didn’t originally plan on going geek today but a little research on what this visual effect might be called shows that “The stroboscopic effect is a visual phenomenon caused by aliasing that occurs when continuous motion is represented by a series of short or instantaneous samples. It occurs when the view of a moving object is represented by a series of short samples as distinct from a continuous view, and the moving object is in rotational or other cyclic motion at a rate close to the sampling rate.”
in other words, like dancers at a disco, the subject should be moving in one way or another for us to get the out-of-sync effect whereas the gif above and others i’ve shared here of similar concept; several otherwise static images from a single original photo edited differently and giffed as one seem stroboscopic but aren’t since nothing is actually moving. there are three images in this gif, the colour original, a HDR filter colour version and a black and white version. what appears to be moving is just the eye/mind’s out-of-sync reaction to the different edits.
now, stroboscopic doesn’t have an antonym and i’m not even sure the term would apply anyhow so all i’m left with is a throbbing headache from researching all this whilst this damned landscape of a Pyrenean valley i photographed yesterday keeps on blinking… and i’ll have to leave the title at that. i still hope you like the image, even if it hurts.
“Aquatic entomologists place little emphasis on body color when attempting to identify a mayfly species. They collect virgin, male, mayfly spinners, and dissect them to clearly see their penes (mayflies have two). They then count the spines on the penes and compare them to photos in books to identify each species. There is no way to be sure of the species from a female spinner, and you may not be able to tell from a nonvirgin male. No kidding! I couldn’t make this stuff up.”
see ? as seemingly far-fetched, mind-boggling, thought-provoking and mostly giggly because it’s not like these two thingies are going to double their pleasure.., as much as i like to make up shit i didn’t make up this post’s title either.
seeing how some aquatic bugs breathe through their butts and then all the others do all sorts of other weird things, that one little fact (ok, two) doesn’t help us all that much if we’re trying to match a hatch on the stream but it’s all good to know because well, knowing is better than not knowing, it’s cool and this kind of stuff is just a reminder that fiction usually isn’t so far-fetched after all. the weird and mostly wonderful is all around us and it’s real.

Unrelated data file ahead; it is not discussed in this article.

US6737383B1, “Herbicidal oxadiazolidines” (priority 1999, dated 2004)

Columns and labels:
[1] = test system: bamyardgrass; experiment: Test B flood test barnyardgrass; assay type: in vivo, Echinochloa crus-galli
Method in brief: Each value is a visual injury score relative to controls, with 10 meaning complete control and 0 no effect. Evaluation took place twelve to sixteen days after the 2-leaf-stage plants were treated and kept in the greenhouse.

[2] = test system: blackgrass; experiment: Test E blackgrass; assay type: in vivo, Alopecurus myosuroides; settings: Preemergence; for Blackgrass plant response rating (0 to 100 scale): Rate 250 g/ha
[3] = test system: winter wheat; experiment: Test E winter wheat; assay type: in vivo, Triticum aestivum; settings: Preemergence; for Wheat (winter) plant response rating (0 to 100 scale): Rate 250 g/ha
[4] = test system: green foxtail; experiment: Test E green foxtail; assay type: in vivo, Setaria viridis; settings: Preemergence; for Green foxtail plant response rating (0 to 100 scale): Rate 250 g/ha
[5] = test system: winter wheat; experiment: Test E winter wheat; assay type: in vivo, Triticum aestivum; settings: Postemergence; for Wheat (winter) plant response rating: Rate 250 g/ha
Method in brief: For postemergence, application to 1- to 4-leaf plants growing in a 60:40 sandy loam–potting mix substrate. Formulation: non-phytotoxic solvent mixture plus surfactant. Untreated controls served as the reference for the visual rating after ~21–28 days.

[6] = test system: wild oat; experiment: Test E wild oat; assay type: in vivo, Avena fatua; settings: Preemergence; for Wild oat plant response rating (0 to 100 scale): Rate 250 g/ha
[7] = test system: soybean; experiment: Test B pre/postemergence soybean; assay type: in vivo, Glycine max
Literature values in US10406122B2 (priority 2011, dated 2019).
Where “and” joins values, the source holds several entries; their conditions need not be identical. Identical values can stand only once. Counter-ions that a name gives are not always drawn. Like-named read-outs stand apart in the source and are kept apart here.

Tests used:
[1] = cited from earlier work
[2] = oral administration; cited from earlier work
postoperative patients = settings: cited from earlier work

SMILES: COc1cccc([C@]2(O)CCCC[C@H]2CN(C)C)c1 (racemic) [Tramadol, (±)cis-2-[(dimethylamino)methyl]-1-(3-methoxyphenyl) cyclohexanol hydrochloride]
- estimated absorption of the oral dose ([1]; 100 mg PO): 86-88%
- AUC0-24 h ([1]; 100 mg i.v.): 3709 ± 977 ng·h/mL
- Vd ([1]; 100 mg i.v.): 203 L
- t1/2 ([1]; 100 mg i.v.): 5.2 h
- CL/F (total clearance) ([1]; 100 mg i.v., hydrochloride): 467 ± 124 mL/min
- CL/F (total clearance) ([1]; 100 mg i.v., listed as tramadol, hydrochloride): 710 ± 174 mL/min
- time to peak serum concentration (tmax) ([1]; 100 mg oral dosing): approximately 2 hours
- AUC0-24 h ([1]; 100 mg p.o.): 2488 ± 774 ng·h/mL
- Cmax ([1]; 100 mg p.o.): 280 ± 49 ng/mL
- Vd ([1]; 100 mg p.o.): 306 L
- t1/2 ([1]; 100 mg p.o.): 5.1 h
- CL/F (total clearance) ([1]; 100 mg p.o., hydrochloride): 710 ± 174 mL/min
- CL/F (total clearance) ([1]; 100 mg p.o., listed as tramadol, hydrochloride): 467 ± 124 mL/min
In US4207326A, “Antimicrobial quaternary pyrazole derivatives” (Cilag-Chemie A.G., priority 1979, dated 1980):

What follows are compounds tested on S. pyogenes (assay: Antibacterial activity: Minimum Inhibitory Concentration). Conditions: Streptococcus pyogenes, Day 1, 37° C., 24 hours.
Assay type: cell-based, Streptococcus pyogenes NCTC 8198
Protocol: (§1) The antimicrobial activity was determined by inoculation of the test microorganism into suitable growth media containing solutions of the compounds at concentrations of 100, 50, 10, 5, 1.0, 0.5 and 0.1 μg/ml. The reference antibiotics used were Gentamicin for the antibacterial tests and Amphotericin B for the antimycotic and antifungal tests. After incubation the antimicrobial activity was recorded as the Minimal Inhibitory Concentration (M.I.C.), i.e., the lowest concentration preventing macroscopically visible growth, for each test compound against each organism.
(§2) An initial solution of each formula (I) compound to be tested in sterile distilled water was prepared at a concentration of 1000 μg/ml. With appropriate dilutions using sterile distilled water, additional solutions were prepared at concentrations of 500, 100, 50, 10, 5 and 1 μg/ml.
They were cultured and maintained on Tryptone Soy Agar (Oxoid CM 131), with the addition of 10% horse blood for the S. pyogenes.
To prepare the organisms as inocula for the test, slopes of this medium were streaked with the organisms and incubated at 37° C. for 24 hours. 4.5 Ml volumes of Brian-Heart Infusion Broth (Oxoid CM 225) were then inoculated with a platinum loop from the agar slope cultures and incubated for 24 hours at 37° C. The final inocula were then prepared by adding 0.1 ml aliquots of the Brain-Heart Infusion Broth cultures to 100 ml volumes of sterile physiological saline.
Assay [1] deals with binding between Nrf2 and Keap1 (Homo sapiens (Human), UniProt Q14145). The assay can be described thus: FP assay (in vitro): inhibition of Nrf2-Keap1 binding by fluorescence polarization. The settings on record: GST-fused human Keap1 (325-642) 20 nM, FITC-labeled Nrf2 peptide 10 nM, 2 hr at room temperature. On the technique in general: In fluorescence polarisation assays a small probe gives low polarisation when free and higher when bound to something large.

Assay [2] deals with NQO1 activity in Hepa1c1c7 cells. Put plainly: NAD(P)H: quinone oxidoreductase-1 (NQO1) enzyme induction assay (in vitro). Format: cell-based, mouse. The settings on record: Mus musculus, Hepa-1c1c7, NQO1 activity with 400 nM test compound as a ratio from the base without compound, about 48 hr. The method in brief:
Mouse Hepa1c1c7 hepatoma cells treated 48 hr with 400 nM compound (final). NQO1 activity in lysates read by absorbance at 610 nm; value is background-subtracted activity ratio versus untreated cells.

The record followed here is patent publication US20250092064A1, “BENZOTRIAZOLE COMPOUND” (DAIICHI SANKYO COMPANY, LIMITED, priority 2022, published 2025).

- sometimes it’s a little confusing. can you name these bugs ?
Paul Weamer’s excellent article, Understanding Mayflies on Fly Fisherman -via Erin Block’s super-duper Tippet section at MidCurrent- doesn’t give us all the answers either but goes a long way in getting to know our little friends a little better.
click either pick to access the complete article and please excuse the fact that the main character in the second image isn’t a mayfly but hey, it might turn into one if you stare at it long enough… enjoy !
hi folks ! the somewhat promise of semi-regular and live updates of my trip to Borneo written about on the previous post didn’t pan out so i’ll start here little by little.
its hard to decide what subject to choose when just about everything on the trip was new, exotic and equally superbe on all levels, so, on a whim here’s some really trippy-beautiful bugs that where all around us at the Mannis-Mannis ‘RoofTop of Borneo’ lodge in Crocker Range National Park on the island of Sabah. i always miss TLC when i can’t log on so, it’s good to be back. anyhow…
i hope you likem’ big !
this one had a thing for ‘Smooth‘ Naveen’s tats.
it’s like tripping 24/7 !
approximately 35cm span.fur detail: was as soft as it looks.
accessories for scale.
25 cm minimum span width.
this one likes creamer with its coffee.
toilet paper dispenser stalker.
interestingly enough, being in a jungle and all, with all its reputations of swarms of blood-sucking critters i didn’t get bit a single time by a mosquito. however, this lovely wasp decided to land on the back of my neck while i was peeing at the lodge.
not knowing what it was, i absentmindedly brushed off the ‘whatever‘ and as they always seem to do when panicked, left its long and pointy dard under my teeshirt collar. a little Neosporin took off the edge.
coming up next (as soon as jet-lagging completely wears off… ) are tons more photos of new friends, fly casting hot-shots, some first-time fish, several product reviews, the promised contest and who knows what else. in the meantime, enjoy !